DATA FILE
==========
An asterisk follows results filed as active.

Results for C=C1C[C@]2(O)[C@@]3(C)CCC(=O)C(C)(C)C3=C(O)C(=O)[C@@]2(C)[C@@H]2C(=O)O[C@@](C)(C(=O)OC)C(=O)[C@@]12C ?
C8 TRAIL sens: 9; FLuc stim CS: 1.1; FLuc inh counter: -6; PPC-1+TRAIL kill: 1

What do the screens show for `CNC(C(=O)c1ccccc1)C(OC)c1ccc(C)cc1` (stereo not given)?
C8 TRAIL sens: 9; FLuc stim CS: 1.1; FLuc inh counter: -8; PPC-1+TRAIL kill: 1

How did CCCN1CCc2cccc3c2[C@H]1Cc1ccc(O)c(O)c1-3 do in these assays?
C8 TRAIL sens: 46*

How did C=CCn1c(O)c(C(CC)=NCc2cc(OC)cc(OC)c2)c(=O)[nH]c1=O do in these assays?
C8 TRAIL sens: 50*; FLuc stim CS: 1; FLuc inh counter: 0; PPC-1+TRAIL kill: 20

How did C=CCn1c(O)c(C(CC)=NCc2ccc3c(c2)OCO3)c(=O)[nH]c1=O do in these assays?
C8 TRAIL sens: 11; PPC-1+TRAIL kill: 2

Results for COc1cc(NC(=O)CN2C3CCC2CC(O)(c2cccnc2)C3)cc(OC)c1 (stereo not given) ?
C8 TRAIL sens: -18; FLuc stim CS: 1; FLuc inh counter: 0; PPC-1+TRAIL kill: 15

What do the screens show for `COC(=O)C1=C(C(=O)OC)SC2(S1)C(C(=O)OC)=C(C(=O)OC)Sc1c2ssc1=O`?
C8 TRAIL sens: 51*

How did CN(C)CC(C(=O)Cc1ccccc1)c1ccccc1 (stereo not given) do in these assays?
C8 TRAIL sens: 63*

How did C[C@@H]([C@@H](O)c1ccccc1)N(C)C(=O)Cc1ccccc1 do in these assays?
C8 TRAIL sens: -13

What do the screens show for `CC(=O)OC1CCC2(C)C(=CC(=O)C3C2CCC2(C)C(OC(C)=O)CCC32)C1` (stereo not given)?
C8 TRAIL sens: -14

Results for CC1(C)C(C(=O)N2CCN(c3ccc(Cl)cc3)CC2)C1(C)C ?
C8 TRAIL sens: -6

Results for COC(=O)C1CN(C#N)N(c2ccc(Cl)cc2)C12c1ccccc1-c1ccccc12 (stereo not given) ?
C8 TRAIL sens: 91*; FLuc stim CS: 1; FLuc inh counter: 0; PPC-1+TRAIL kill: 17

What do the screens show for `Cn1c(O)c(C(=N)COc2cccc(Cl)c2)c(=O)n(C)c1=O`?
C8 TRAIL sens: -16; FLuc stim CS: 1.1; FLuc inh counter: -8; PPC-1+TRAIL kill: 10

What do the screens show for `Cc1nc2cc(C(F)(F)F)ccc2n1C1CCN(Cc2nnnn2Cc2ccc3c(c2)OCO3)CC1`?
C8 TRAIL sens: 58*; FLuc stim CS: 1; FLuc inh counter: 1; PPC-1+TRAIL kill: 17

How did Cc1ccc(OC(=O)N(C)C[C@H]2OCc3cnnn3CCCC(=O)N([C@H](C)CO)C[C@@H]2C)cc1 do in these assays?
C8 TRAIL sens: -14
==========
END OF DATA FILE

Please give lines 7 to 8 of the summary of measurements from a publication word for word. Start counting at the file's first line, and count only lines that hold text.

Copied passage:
C8 TRAIL sens: 46*

How did C=CCn1c(O)c(C(CC)=NCc2cc(OC)cc(OC)c2)c(=O)[nH]c1=O do in these assays?